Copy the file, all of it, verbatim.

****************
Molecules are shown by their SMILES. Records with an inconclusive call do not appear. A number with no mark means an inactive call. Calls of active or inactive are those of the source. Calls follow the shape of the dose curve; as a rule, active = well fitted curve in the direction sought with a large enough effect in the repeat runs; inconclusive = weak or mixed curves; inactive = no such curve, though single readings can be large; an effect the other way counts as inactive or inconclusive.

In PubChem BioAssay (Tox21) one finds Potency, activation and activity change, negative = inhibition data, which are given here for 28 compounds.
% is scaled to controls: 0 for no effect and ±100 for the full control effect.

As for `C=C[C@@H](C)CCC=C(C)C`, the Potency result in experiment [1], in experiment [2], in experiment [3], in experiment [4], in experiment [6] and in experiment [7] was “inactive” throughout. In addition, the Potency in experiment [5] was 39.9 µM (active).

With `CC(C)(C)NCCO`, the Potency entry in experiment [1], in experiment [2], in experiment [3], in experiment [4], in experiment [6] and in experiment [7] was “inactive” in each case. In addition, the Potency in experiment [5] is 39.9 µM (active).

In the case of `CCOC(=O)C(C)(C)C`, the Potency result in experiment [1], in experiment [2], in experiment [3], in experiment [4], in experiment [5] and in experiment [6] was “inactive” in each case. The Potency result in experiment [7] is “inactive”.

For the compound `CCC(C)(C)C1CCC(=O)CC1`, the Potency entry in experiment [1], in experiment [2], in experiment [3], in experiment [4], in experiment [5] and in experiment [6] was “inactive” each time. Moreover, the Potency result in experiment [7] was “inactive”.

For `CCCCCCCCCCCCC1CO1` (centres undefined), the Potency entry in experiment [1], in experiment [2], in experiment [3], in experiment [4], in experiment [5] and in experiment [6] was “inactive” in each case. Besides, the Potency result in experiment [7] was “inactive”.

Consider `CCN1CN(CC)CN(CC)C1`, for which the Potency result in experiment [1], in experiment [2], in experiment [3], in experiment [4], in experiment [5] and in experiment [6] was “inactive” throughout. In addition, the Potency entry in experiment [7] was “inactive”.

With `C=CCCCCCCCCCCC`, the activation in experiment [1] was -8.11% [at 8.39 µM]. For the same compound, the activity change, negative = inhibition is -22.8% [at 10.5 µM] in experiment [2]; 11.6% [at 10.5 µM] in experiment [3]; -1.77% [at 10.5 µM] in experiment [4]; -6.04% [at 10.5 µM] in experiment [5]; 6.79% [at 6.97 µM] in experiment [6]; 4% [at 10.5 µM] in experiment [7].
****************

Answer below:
Molecules are shown by their SMILES. Records with an inconclusive call do not appear. A number with no mark means an inactive call. Calls of active or inactive are those of the source. Calls follow the shape of the dose curve; as a rule, active = well fitted curve in the direction sought with a large enough effect in the repeat runs; inconclusive = weak or mixed curves; inactive = no such curve, though single readings can be large; an effect the other way counts as inactive or inconclusive.

In PubChem BioAssay (Tox21) one finds Potency, activation and activity change, negative = inhibition data, which are given here for 28 compounds.
% is scaled to controls: 0 for no effect and ±100 for the full control effect.

As for `C=C[C@@H](C)CCC=C(C)C`, the Potency result in experiment [1], in experiment [2], in experiment [3], in experiment [4], in experiment [6] and in experiment [7] was “inactive” throughout. In addition, the Potency in experiment [5] was 39.9 µM (active).

With `CC(C)(C)NCCO`, the Potency entry in experiment [1], in experiment [2], in experiment [3], in experiment [4], in experiment [6] and in experiment [7] was “inactive” in each case. In addition, the Potency in experiment [5] is 39.9 µM (active).

In the case of `CCOC(=O)C(C)(C)C`, the Potency result in experiment [1], in experiment [2], in experiment [3], in experiment [4], in experiment [5] and in experiment [6] was “inactive” in each case. The Potency result in experiment [7] is “inactive”.

For the compound `CCC(C)(C)C1CCC(=O)CC1`, the Potency entry in experiment [1], in experiment [2], in experiment [3], in experiment [4], in experiment [5] and in experiment [6] was “inactive” each time. Moreover, the Potency result in experiment [7] was “inactive”.

For `CCCCCCCCCCCCC1CO1` (centres undefined), the Potency entry in experiment [1], in experiment [2], in experiment [3], in experiment [4], in experiment [5] and in experiment [6] was “inactive” in each case. Besides, the Potency result in experiment [7] was “inactive”.

Consider `CCN1CN(CC)CN(CC)C1`, for which the Potency result in experiment [1], in experiment [2], in experiment [3], in experiment [4], in experiment [5] and in experiment [6] was “inactive” throughout. In addition, the Potency entry in experiment [7] was “inactive”.

With `C=CCCCCCCCCCCC`, the activation in experiment [1] was -8.11% [at 8.39 µM]. For the same compound, the activity change, negative = inhibition is -22.8% [at 10.5 µM] in experiment [2]; 11.6% [at 10.5 µM] in experiment [3]; -1.77% [at 10.5 µM] in experiment [4]; -6.04% [at 10.5 µM] in experiment [5]; 6.79% [at 6.97 µM] in experiment [6]; 4% [at 10.5 µM] in experiment [7].